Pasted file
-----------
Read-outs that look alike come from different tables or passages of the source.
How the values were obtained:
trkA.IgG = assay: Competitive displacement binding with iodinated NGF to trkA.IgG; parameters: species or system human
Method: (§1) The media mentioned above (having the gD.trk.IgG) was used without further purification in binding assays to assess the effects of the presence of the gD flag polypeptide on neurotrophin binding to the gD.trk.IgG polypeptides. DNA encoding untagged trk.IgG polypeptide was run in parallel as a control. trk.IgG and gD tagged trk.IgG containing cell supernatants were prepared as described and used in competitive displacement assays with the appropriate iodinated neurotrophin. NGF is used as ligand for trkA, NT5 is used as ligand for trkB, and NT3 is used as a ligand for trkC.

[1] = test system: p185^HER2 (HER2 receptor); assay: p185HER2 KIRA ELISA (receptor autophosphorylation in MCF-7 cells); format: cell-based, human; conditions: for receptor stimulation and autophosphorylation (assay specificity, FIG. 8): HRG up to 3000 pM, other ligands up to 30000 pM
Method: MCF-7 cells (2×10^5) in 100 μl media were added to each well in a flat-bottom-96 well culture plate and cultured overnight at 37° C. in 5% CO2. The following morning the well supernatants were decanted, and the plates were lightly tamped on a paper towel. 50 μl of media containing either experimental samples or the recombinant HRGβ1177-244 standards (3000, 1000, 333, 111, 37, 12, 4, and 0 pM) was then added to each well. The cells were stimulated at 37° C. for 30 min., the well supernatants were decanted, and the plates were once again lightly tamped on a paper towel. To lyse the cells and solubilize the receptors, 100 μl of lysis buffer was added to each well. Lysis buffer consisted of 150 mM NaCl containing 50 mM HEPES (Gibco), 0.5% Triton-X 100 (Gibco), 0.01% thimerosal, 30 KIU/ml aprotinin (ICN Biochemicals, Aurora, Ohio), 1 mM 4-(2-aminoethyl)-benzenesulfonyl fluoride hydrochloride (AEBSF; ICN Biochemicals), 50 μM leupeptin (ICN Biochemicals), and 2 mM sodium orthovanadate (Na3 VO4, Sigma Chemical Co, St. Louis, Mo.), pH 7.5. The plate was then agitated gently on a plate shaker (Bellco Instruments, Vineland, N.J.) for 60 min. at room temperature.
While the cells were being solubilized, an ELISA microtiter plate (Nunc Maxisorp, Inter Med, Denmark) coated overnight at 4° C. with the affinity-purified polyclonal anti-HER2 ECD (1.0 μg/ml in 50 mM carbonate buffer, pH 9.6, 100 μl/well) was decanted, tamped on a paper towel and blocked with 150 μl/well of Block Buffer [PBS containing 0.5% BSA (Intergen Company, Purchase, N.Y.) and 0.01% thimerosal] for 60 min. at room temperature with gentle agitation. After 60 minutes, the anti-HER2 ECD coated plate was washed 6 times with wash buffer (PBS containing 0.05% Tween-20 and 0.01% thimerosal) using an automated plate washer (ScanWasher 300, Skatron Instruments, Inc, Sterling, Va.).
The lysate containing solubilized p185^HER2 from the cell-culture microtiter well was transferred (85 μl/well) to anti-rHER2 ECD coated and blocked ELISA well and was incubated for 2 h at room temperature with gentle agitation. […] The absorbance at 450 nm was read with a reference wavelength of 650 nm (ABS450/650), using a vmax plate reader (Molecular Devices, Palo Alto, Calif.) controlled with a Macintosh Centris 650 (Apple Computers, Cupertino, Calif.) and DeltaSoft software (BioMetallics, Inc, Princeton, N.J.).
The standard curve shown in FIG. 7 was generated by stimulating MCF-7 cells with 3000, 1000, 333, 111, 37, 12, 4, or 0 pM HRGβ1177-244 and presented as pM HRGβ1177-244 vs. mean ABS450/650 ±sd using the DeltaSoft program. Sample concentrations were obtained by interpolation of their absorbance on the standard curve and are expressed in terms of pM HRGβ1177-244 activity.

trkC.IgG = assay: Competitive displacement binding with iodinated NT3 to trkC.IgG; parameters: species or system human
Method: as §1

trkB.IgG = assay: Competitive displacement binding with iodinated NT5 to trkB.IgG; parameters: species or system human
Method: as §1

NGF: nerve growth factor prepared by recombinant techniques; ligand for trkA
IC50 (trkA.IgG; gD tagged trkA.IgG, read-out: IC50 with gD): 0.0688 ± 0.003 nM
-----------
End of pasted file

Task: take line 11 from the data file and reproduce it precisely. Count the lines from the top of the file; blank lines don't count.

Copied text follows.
Method: as §1